Seeing as how it is extremely late I'm just going to sum up the experience I had with my client. He was there for rehab to help him learn to walk again after suffering a stroke and bilateral toe amputations. He was discouraged and feeling a little hopeless! I always tried to make sure he was getting his pain meds to help take the edge off of his pain and I tried hard to encourage him as much as possible, but I just never felt like I was getting through. I took time to just sit with him and listen to his stories but still it just didn't seem like enough! However...on my last day as I was telling him goodbye he said, "Thanks for taking the time to listen to me, thank you for giving me enough strength to make it through the days and for encouraging me to make it through my physical education (and by PE he really means PT)." After that he asked if I wanted a "pop" (soda), I gratefully declined and he said he wanted me to go get him a orange pop and a Butterfingers!! :D I don't particularly know how, but somehow I was able to get through to him!

You see, nursing homes (long term care facilities) aren't where people go to die...even though I think that as a society that's what we think...nursing homes are where people go to keep on's where they go to get enough strength to make it through their days and to enjoy their time! It's so easy to get caught up in the "care" we're providing when sometimes all that our patients need is an encouraging word, a back rub, or just for us to sit next to them and listen. It's not comfortable for us...we're all about getting up and at...silence is uncomfortable and it's hard for us to remember that sometimes that's all that someone needs....they just need another person there to draw strength from and to help them make it through each day!

Wednesday, July 13, 2011

Supplementary Lab

So I told you that I would share with you some about our supplementary lab! We're given the option to take this, but of course, wanting every opportunity to practice almost every (only 2 out of 103 didn't sign-up) signed up for the lab. The lab is used to enhance and reinforce whatever was taught that week in lecture (or round robins). We get to work with these pathetic looking manikins and practice our Foley insertion, wound care, NJ tube placement, injections etc.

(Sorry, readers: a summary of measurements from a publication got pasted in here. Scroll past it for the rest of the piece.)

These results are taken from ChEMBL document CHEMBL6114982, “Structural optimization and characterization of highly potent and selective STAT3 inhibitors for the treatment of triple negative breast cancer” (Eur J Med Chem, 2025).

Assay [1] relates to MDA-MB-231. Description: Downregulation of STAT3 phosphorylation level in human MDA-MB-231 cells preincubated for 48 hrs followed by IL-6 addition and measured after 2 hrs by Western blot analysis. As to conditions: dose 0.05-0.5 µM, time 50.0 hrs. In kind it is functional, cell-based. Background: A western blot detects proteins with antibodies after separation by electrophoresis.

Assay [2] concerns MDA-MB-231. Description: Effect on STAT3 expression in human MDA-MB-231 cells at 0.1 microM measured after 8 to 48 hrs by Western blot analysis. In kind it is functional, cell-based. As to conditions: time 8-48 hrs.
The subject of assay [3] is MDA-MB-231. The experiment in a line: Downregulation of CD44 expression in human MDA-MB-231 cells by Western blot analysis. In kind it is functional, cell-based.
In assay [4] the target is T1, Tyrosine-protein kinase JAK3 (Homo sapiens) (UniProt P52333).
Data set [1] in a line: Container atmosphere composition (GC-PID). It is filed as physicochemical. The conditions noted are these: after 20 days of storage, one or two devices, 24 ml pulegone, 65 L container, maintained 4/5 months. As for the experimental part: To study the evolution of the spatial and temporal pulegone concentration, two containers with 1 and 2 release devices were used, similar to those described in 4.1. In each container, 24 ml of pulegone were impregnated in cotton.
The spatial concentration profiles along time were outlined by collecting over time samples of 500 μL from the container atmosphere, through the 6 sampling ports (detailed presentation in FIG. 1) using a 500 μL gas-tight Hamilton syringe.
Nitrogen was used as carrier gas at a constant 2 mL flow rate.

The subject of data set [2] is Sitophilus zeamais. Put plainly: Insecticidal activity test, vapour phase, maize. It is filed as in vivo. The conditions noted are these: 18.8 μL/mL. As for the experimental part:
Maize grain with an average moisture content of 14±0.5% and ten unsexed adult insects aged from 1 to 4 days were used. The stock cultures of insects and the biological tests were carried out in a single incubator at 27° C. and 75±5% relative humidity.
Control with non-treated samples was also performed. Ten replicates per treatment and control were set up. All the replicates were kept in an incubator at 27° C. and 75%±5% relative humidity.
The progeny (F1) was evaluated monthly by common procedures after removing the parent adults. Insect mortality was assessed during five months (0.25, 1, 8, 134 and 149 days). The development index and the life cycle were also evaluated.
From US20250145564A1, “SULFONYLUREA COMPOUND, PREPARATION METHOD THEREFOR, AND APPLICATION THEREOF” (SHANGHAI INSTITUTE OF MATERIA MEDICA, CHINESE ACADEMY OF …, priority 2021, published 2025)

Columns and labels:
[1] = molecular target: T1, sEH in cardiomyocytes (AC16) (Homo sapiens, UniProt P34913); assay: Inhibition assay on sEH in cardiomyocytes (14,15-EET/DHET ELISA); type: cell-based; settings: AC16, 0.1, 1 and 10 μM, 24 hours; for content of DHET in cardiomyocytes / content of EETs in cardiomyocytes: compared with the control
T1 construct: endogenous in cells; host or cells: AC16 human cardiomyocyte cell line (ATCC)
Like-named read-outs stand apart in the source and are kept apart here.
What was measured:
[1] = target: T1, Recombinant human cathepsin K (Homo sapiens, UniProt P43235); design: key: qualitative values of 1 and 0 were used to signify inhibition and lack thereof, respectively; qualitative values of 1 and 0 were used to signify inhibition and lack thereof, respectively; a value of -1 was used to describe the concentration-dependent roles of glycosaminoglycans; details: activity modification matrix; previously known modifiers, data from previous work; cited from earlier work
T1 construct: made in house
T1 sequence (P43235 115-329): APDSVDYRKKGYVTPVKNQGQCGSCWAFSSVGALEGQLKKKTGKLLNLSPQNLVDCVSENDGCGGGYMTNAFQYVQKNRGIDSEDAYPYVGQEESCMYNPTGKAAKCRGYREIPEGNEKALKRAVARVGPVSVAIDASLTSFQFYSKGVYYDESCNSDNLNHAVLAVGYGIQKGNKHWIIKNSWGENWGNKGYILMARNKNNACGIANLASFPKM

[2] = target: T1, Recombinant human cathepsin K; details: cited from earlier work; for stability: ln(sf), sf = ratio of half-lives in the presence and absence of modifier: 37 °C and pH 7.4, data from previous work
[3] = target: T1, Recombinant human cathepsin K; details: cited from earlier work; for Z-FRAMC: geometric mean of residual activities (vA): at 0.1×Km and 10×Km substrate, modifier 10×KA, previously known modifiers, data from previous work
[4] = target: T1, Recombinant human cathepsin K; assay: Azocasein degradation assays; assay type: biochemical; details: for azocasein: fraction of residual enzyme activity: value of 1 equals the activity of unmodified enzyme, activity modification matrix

My favorite part, of working in the lab, is the over-exaggeration of certain body parts...for instance when you go to insert the catheter many of the manikins have abnormally large urethral meatus making the insertion of a catheter the most wonderful and easy thing in the world! But our instructors drill into our heads...make sure you have a penlight so you can actually find the meatus when you're inserting a catheter into a real patient. (I gasp and think "you mean it's not going to be this pronounced and easy to find?!") hahahaha...Another thing that I just loved was practicing injections on the lovely little injection pads...once they had too much fluid in them they'd start spitting back at you when you'd go to give the injection. It was a blast randomly getting squirted with normal saline by this little piece of imitation skin!

These aren't the exact pads we used...but pretty close!

This is Wilma Wound Foot

We also had the privilege of working with some pressure ulcer models (See Stan at the bottom of the page) to give us a vague idea of what we may see when we're working with our patients!


I'd like to share with you though one of my most favorite experiences thus far! We're constantly being told to expect the unexpected (potential complications, adverse reactions, side effects etc) but apparently some didn't think that applied to our instructors as well. Our instructors were preparing to demonstrate the head-to-toe assessment. The instructor that was going to be the patient was given a hospital gown to wear just to make the situation more real. We were all taken back when our instructor takes off her vest, takes off her necklaces, removes her over-shirt (she still had another shirt on underneath)...of course we're all thinking that she'd go behind the curtain for the rest, but no, she throws off her other shirt and while standing there in her bra looks to us students and said, "If you were expecting modesty, you're in the wrong field!!" Gotta love nursing instructors!

However what I think is most amazing is the skill of gaining our patients trust...I mean really..we walk into their room and say, "Hello Mrs. Smith my name is Maggie, I'm going to be your student nurse today. I have a Dr. order to insert a Foley catheter into your you have any allergies?!" Common...where else can you do that? It's like walking into a strangers house and going straight for the refrigerator!!

Anyways, we had to pass our final skills check-off which just included Foley insertion (sterile procedure) and our head-to-toe assessment. If we didn't pass this check off then we wouldn't have been able to go on to it was slightly important! Bless the people who decided wound care is no longer a sterile procedure but rather just a clean procedure! I passed with flying instructor said,"You do a superb head-to-toe" and I didn't forget any steps or break sterile technique while inserting my Foley!!! HORAH!!! So needless to say I'm in clinicals, and speaking of which, I need to get working on that care plan!! So until next time...